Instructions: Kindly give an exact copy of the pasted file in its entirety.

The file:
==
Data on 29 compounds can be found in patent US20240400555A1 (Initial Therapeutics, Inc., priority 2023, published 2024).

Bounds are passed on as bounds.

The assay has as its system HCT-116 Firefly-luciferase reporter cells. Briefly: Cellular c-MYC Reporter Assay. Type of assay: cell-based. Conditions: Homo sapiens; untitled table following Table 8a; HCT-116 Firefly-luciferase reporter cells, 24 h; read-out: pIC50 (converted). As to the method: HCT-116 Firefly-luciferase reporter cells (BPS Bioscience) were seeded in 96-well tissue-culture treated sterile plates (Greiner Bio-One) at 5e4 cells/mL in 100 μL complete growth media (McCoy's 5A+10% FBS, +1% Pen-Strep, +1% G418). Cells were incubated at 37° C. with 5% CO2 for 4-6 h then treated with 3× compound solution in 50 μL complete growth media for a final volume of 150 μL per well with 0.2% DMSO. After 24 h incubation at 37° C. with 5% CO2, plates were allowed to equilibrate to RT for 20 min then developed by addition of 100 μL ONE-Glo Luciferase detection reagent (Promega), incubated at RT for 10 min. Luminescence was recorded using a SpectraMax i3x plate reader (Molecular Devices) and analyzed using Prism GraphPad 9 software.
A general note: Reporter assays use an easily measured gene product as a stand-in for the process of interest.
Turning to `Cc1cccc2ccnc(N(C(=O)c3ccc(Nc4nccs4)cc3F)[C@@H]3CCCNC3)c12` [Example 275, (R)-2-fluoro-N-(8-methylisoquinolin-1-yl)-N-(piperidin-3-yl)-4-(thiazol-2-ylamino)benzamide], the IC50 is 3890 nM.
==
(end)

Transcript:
Data on 29 compounds can be found in patent US20240400555A1 (Initial Therapeutics, Inc., priority 2023, published 2024).

Bounds are passed on as bounds.

The assay has as its system HCT-116 Firefly-luciferase reporter cells. Briefly: Cellular c-MYC Reporter Assay. Type of assay: cell-based. Conditions: Homo sapiens; untitled table following Table 8a; HCT-116 Firefly-luciferase reporter cells, 24 h; read-out: pIC50 (converted). As to the method: HCT-116 Firefly-luciferase reporter cells (BPS Bioscience) were seeded in 96-well tissue-culture treated sterile plates (Greiner Bio-One) at 5e4 cells/mL in 100 μL complete growth media (McCoy's 5A+10% FBS, +1% Pen-Strep, +1% G418). Cells were incubated at 37° C. with 5% CO2 for 4-6 h then treated with 3× compound solution in 50 μL complete growth media for a final volume of 150 μL per well with 0.2% DMSO. After 24 h incubation at 37° C. with 5% CO2, plates were allowed to equilibrate to RT for 20 min then developed by addition of 100 μL ONE-Glo Luciferase detection reagent (Promega), incubated at RT for 10 min. Luminescence was recorded using a SpectraMax i3x plate reader (Molecular Devices) and analyzed using Prism GraphPad 9 software.
A general note: Reporter assays use an easily measured gene product as a stand-in for the process of interest.
Turning to `Cc1cccc2ccnc(N(C(=O)c3ccc(Nc4nccs4)cc3F)[C@@H]3CCCNC3)c12` [Example 275, (R)-2-fluoro-N-(8-methylisoquinolin-1-yl)-N-(piperidin-3-yl)-4-(thiazol-2-ylamino)benzamide], the IC50 is 3890 nM.